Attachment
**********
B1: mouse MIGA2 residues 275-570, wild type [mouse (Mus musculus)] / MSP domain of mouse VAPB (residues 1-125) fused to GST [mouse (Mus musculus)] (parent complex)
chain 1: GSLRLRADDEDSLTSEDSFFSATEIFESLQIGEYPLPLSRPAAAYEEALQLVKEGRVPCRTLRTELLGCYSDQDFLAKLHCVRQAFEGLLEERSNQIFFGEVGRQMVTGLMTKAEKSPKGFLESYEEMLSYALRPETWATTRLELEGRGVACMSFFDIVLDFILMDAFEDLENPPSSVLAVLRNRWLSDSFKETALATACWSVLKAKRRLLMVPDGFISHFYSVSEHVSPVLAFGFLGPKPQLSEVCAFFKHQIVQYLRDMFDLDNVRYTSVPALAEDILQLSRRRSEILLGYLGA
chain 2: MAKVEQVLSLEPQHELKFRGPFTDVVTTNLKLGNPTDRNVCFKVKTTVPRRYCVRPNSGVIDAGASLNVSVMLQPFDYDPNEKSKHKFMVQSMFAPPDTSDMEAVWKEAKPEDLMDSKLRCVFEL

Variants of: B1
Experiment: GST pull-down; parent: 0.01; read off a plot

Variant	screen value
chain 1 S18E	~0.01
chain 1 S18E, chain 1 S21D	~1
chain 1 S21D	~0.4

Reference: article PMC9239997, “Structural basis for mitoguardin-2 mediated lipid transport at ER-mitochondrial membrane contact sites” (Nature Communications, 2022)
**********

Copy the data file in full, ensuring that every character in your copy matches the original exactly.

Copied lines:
B1: mouse MIGA2 residues 275-570, wild type [mouse (Mus musculus)] / MSP domain of mouse VAPB (residues 1-125) fused to GST [mouse (Mus musculus)] (parent complex)
chain 1: GSLRLRADDEDSLTSEDSFFSATEIFESLQIGEYPLPLSRPAAAYEEALQLVKEGRVPCRTLRTELLGCYSDQDFLAKLHCVRQAFEGLLEERSNQIFFGEVGRQMVTGLMTKAEKSPKGFLESYEEMLSYALRPETWATTRLELEGRGVACMSFFDIVLDFILMDAFEDLENPPSSVLAVLRNRWLSDSFKETALATACWSVLKAKRRLLMVPDGFISHFYSVSEHVSPVLAFGFLGPKPQLSEVCAFFKHQIVQYLRDMFDLDNVRYTSVPALAEDILQLSRRRSEILLGYLGA
chain 2: MAKVEQVLSLEPQHELKFRGPFTDVVTTNLKLGNPTDRNVCFKVKTTVPRRYCVRPNSGVIDAGASLNVSVMLQPFDYDPNEKSKHKFMVQSMFAPPDTSDMEAVWKEAKPEDLMDSKLRCVFEL

Variants of: B1
Experiment: GST pull-down; parent: 0.01; read off a plot

Variant	screen value
chain 1 S18E	~0.01
chain 1 S18E, chain 1 S21D	~1
chain 1 S21D	~0.4

Reference: article PMC9239997, “Structural basis for mitoguardin-2 mediated lipid transport at ER-mitochondrial membrane contact sites” (Nature Communications, 2022)